When a third party inserts itself between a user and a destination website and uses fake SSL certificates in an attempt to cover it up, it's usually known as a "man-in-the-middle" attack, and offers an opportunity for outsiders to eavesdrop on conversations and steal credentials.
Four days ago, Google Chrome security engineer Adrienne Porter Felt was on an flight where she was using Gogo's in-flight Internet -- and discovered that Gogo was issuing fake Google certificates.
According to Gogo, there was nothing malicious about this, just an attempt to conserve bandwidth by blocking online video streaming.
"One of the recent off-the-shelf solutions that we use proxies secure video traffic to block it," said Gogo CTO Anand Chari in a statement yesterday.
The technique is only used for some streaming site, and does not affect general Internet traffic, he added.
"We can assure customers that no user information is being collected when any of these techniques are being used," he said. "They are simply ways of making sure all passengers who want to access the Internet in flight have a good experience."
However, security experts say that there are many other ways of blocking online video without adopting a technique normally used by cybercriminals.
"There are about a dozen ways of doing this that are more effective than setting up a man-in-the-middle," said Jean Taggart, senior security researcher at San Jose, CA-based Malwarebytes Corp.
Taggart recommended that business travelers use either their company's VPN or a commercial VPN service to ensure that communications are secure through untrusted networks.
For some regulated industries, such as health care, not using a VPN could be a violation of the law, he added.
However, for the average user, a VPN isn't always an option, he added.
"In the case of Gogo, most people who are affected are everyday users who don't have a fully-staffed IT team to set up their machine," he added.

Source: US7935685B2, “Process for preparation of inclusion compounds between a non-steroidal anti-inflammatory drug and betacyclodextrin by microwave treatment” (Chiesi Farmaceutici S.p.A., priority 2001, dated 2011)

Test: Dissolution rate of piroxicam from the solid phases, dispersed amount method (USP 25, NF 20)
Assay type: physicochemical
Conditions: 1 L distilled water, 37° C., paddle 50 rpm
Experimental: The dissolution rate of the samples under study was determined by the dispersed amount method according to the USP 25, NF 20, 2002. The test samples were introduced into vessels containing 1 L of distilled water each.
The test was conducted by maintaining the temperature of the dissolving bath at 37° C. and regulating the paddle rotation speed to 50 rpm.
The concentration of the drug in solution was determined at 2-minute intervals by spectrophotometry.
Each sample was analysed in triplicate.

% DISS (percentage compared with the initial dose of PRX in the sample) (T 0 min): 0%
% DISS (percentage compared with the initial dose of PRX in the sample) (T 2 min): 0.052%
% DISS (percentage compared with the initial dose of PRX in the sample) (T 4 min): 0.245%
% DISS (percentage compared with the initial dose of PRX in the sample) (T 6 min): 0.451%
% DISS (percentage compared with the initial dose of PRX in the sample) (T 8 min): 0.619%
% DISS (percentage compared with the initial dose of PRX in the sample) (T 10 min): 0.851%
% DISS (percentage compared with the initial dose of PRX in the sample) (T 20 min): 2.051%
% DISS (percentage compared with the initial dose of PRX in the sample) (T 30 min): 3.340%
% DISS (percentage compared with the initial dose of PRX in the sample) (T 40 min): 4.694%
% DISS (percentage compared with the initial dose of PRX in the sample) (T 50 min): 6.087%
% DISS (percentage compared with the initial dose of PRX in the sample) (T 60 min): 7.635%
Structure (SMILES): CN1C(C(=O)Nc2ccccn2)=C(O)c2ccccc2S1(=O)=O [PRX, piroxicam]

And those users might be making a deliberate decision to use SSL because they care about their security, said Martin Walter, Director of Product Management at Sunnyvale, Cal.-based security firm RedSeal, Inc. For example, they might want to protect their user credentials.
"Breaking a security protocol is definitely the wrong way to go," he said.
For example, Gogo could simply redirect users away from streaming sites to a page that explains that there is a limit to the available bandwidth, or redirect users based on how much bandwidth they are using.
"Communicate with the user," he urged.
This is particularly relevant for Gogo, he added, because the company has a history of privacy violations.
A couple of years ago, Gogo told the FCC that they willingly went beyond what the law required to implement "a set of additional capabilities to accommodate law enforcement interests."
"Because of the issues in the past, they should really be worried about reestablishing trust with their customers," Walter said. "And performing a man-in-the-middle is the wrong way to go about that."
According to Francis Turner, VP of Research at Carlsbad, CA-based ThreatSTOP Inc., Gogo's approach also has usability consequences.
A user who is, say, visiting one of the sites that Gogo set up the proxy for would set of browser alarms because there is no way to distinguish between Gogo's fake certificate and a malicious one.
Chrome, for example, detects that the certificate is invalid and makes it hard to continue to the site, said Turner.
Matt Nelson, president and CEO of Alabama-based AvaLan Wireless Systems, Inc., a wireless hardware manufacturing firm, said that new laws are needed to make this kind of activity illegal.
"This is equivalent to wiretapping or recording of phone conversations without the person's knowledge," he said. "While I appreciate the airlines wanting to keep things safe, there should be limits to how much personal information is needed in order to hop onto a plane and use their WiFi."